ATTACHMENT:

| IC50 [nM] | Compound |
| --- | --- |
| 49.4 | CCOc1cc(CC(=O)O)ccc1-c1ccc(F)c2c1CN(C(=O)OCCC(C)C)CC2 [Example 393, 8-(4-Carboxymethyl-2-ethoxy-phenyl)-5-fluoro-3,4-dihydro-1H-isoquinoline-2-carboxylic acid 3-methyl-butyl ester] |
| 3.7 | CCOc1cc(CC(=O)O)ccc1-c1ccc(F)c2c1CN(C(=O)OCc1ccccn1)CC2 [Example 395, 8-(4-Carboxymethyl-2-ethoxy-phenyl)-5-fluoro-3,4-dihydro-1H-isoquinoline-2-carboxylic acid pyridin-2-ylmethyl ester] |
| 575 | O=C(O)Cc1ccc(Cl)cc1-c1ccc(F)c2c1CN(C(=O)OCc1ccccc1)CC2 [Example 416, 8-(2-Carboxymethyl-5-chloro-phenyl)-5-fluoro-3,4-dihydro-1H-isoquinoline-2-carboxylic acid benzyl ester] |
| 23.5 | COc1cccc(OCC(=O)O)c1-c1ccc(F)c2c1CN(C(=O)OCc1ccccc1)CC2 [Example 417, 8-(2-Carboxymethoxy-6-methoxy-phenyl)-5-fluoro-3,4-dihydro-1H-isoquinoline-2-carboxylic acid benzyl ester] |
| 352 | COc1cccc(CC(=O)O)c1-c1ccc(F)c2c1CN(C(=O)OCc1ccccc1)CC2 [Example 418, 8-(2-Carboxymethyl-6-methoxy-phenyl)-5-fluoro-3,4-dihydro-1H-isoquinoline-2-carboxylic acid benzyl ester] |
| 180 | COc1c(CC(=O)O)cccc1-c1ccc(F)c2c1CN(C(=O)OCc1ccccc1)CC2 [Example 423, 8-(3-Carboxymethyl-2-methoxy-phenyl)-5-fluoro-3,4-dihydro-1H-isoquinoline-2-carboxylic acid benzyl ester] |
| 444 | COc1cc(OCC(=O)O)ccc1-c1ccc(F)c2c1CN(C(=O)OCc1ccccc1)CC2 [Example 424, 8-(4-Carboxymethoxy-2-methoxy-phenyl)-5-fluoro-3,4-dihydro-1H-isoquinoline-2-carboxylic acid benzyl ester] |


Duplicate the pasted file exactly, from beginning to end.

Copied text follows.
| IC50 [nM] | Compound |
| --- | --- |
| 49.4 | CCOc1cc(CC(=O)O)ccc1-c1ccc(F)c2c1CN(C(=O)OCCC(C)C)CC2 [Example 393, 8-(4-Carboxymethyl-2-ethoxy-phenyl)-5-fluoro-3,4-dihydro-1H-isoquinoline-2-carboxylic acid 3-methyl-butyl ester] |
| 3.7 | CCOc1cc(CC(=O)O)ccc1-c1ccc(F)c2c1CN(C(=O)OCc1ccccn1)CC2 [Example 395, 8-(4-Carboxymethyl-2-ethoxy-phenyl)-5-fluoro-3,4-dihydro-1H-isoquinoline-2-carboxylic acid pyridin-2-ylmethyl ester] |
| 575 | O=C(O)Cc1ccc(Cl)cc1-c1ccc(F)c2c1CN(C(=O)OCc1ccccc1)CC2 [Example 416, 8-(2-Carboxymethyl-5-chloro-phenyl)-5-fluoro-3,4-dihydro-1H-isoquinoline-2-carboxylic acid benzyl ester] |
| 23.5 | COc1cccc(OCC(=O)O)c1-c1ccc(F)c2c1CN(C(=O)OCc1ccccc1)CC2 [Example 417, 8-(2-Carboxymethoxy-6-methoxy-phenyl)-5-fluoro-3,4-dihydro-1H-isoquinoline-2-carboxylic acid benzyl ester] |
| 352 | COc1cccc(CC(=O)O)c1-c1ccc(F)c2c1CN(C(=O)OCc1ccccc1)CC2 [Example 418, 8-(2-Carboxymethyl-6-methoxy-phenyl)-5-fluoro-3,4-dihydro-1H-isoquinoline-2-carboxylic acid benzyl ester] |
| 180 | COc1c(CC(=O)O)cccc1-c1ccc(F)c2c1CN(C(=O)OCc1ccccc1)CC2 [Example 423, 8-(3-Carboxymethyl-2-methoxy-phenyl)-5-fluoro-3,4-dihydro-1H-isoquinoline-2-carboxylic acid benzyl ester] |
| 444 | COc1cc(OCC(=O)O)ccc1-c1ccc(F)c2c1CN(C(=O)OCc1ccccc1)CC2 [Example 424, 8-(4-Carboxymethoxy-2-methoxy-phenyl)-5-fluoro-3,4-dihydro-1H-isoquinoline-2-carboxylic acid benzyl ester] |